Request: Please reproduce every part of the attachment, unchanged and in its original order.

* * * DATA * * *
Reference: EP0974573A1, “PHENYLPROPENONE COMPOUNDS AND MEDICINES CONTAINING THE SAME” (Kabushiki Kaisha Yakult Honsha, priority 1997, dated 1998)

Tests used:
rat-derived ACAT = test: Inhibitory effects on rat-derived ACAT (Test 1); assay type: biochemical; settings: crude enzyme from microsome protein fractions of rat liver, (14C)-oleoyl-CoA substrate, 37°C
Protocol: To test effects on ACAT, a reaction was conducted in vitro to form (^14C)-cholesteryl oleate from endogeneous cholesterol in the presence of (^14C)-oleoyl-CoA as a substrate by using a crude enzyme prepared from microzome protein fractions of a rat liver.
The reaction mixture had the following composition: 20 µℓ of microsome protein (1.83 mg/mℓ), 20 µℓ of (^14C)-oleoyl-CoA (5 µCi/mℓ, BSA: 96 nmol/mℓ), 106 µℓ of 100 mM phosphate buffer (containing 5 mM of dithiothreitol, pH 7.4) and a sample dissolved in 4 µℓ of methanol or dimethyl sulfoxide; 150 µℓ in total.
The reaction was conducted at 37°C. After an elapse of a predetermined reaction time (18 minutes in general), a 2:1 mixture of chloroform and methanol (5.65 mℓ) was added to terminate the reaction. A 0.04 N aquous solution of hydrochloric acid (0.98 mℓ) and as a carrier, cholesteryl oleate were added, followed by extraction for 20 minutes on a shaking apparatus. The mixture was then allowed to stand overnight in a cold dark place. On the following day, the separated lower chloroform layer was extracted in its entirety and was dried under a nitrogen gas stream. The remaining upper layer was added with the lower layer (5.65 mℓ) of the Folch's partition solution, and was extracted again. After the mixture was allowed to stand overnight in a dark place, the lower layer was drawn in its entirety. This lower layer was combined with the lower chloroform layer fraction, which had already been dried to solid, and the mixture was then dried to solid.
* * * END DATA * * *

Reference: EP0974573A1, “PHENYLPROPENONE COMPOUNDS AND MEDICINES CONTAINING THE SAME” (Kabushiki Kaisha Yakult Honsha, priority 1997, dated 1998)

Tests used:
rat-derived ACAT = test: Inhibitory effects on rat-derived ACAT (Test 1); assay type: biochemical; settings: crude enzyme from microsome protein fractions of rat liver, (14C)-oleoyl-CoA substrate, 37°C
Protocol: To test effects on ACAT, a reaction was conducted in vitro to form (^14C)-cholesteryl oleate from endogeneous cholesterol in the presence of (^14C)-oleoyl-CoA as a substrate by using a crude enzyme prepared from microzome protein fractions of a rat liver.
The reaction mixture had the following composition: 20 µℓ of microsome protein (1.83 mg/mℓ), 20 µℓ of (^14C)-oleoyl-CoA (5 µCi/mℓ, BSA: 96 nmol/mℓ), 106 µℓ of 100 mM phosphate buffer (containing 5 mM of dithiothreitol, pH 7.4) and a sample dissolved in 4 µℓ of methanol or dimethyl sulfoxide; 150 µℓ in total.
The reaction was conducted at 37°C. After an elapse of a predetermined reaction time (18 minutes in general), a 2:1 mixture of chloroform and methanol (5.65 mℓ) was added to terminate the reaction. A 0.04 N aquous solution of hydrochloric acid (0.98 mℓ) and as a carrier, cholesteryl oleate were added, followed by extraction for 20 minutes on a shaking apparatus. The mixture was then allowed to stand overnight in a cold dark place. On the following day, the separated lower chloroform layer was extracted in its entirety and was dried under a nitrogen gas stream. The remaining upper layer was added with the lower layer (5.65 mℓ) of the Folch's partition solution, and was extracted again. After the mixture was allowed to stand overnight in a dark place, the lower layer was drawn in its entirety. This lower layer was combined with the lower chloroform layer fraction, which had already been dried to solid, and the mixture was then dried to solid.